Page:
Many people are talking about mindfulness these days, and through careful investigation researchers are showing the potential for mindfulness to help a whole series of health and wellness challenges. Could mindfulness be applied to stroke recovery? Yes, it could, and practicing mindfulness as we work with stroke recovery can be very helpful.
What is mindfulness and how would it be helpful? The simple definition of mindfulness is the capacity to pay relaxed, openhearted, non-judgmental attention to what is happening right now, in this present moment. It is a practice that teaches us to turn towards ourselves with kindness and a steady willingness to explore our experience. Turning towards ourselves supports our recoveries.
To explain more about mindfulness, it helps to understand that thinking and paying attention are not the same thing. Because of the way we are taught, many people confuse the two. The capacity to think is only one of the things we do. We may or may not pay attention while we think.
Thinking is wonderfully useful. We need thinking for all sorts of things. But thinking can be so compelling that we can easily forget it’s only one activity of the many capacities our brains have. The stories we tell ourselves when we are thinking, happy stories or sad and scary stories, can carry us away. We start to do something, get caught up in our stories and hours later notice we didn’t pay attention to what we wanted to accomplish. Thinking can get in the way of attention.
Our capacity to think, like all our capacities to know, rests in a much deeper and broader, receptive awareness. That awareness, sometimes called “loving awareness” is a bigger way of knowing ourselves and our world. Can you notice yourself being aware of the fact that you are thinking? Awareness holds that knowing. Thinking fits inside awareness.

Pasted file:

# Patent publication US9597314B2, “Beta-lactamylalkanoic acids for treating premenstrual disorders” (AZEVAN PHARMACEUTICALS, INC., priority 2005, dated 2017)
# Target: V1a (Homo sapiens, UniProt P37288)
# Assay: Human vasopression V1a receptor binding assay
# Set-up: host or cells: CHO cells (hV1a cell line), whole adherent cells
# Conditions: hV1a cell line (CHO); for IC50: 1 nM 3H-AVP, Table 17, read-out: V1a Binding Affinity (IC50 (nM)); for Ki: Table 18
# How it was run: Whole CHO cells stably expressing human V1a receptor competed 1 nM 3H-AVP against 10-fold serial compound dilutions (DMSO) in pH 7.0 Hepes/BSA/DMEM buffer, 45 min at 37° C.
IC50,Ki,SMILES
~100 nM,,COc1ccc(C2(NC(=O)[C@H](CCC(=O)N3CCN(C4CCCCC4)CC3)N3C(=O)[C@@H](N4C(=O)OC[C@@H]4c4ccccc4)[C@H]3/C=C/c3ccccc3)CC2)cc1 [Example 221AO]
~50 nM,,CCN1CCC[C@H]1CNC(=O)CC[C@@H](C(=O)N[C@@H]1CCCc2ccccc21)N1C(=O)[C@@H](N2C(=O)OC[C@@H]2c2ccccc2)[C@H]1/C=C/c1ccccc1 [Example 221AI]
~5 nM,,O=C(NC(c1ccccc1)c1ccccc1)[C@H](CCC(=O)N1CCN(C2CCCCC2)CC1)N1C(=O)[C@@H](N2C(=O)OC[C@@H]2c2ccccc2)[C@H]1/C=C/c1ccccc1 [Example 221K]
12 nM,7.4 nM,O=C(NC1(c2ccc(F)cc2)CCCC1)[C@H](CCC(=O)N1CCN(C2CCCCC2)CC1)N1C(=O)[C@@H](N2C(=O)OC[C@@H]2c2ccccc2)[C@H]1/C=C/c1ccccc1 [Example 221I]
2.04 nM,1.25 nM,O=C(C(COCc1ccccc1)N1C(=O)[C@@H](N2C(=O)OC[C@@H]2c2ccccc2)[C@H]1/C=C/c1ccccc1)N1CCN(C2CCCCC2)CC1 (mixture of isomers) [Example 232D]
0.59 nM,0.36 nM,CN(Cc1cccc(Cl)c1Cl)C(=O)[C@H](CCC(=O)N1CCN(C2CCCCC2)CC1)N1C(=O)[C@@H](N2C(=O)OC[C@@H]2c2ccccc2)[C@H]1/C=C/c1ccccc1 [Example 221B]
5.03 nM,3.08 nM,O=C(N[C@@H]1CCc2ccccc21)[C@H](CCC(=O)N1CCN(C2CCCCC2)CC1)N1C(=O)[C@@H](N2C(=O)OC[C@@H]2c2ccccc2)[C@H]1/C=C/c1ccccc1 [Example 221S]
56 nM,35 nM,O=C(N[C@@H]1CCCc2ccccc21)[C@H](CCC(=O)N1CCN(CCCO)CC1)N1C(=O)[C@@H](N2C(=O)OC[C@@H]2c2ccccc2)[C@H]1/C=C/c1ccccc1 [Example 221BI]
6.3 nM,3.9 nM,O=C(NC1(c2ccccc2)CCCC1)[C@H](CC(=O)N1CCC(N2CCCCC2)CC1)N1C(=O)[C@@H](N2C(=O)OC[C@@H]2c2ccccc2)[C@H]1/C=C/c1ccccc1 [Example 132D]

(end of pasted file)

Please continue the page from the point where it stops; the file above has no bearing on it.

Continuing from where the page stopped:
As you notice yourself thinking, can you simultaneously be aware of the fact that you are breathing, or sitting, or hot, or cold, or feeling yourself resting in a chair, or hearing the noises around you, or seeing, or maybe still tasting the coffee or tea you just drank, or feeling your stomach gurgle or feeling your heart beat, whether you are sad or happy, or something else about yourself? All those sensations and ways of knowing are held in our awareness, not in our thinking. Mindfulness teaches us to train and stabilize our attention so we can cultivate our capacity to rest in our loving awareness and gently, kindly learn much more about ourselves.
Mindfulness is a practice that strengthens our capacity to pay attention to what is happening without trying to change it. This is important. We will continue to work hard on our recoveries. We don’t just notice our injuries and then give up. We will continue to heal and grow. What does it mean, then, to pay attention to something without trying to change it? To take skillful action, first we have to know what we are working with. First we have to bring something into our awareness, pay attention to it and know it as deeply as we can.
Whatever we are paying attention to cannot really be known if the moment we notice it, we determine it should be something else and try to change it. If we do that we are just pushing the experience away. With mindfulness we turn towards ourselves and what we are experiencing and discover ourselves just as we are. Later we can take what we have learned with us as we work on our rehabilitation.
One of my beloved teachers, Ange Stevens, says “When we reject anything, it cannot be healed.” We are working to reconnect our injured brains and our bodies. To heal ourselves, our brains need all the information that they can get about how things are and our growing capacity to pay attention.
When we pay attention through mindfulness we also see that everything is changing all the time. We know our brains are constantly changing. Neuroplasticity, this constant rewiring process, is what gives us the capacity to recover function. Our brains are changing and so is everything else. Sadness stays a while and then another emotion comes. Cold changes to warm. Loud sounds change to quiet ones. Understanding that things are always changing gives us hope that we can heal.
Mindfulness also helps us relax. When we are willing to be in the present moment just as it is and just as we are, we stop fighting ourselves. This doesn’t mean we become passive. What it means is that we work with ourselves rather than against ourselves. Fighting ourselves produces stress. Stress injures us and stress interferes with the process of healing in our brains. Stress gets in our way.
Mindfulness can be a great asset in stroke recovery. I used and use it throughout my own recovery and my daily life. Without it I would not be as well as I am. I teach mindfulness to stroke survivors because I know it makes a difference.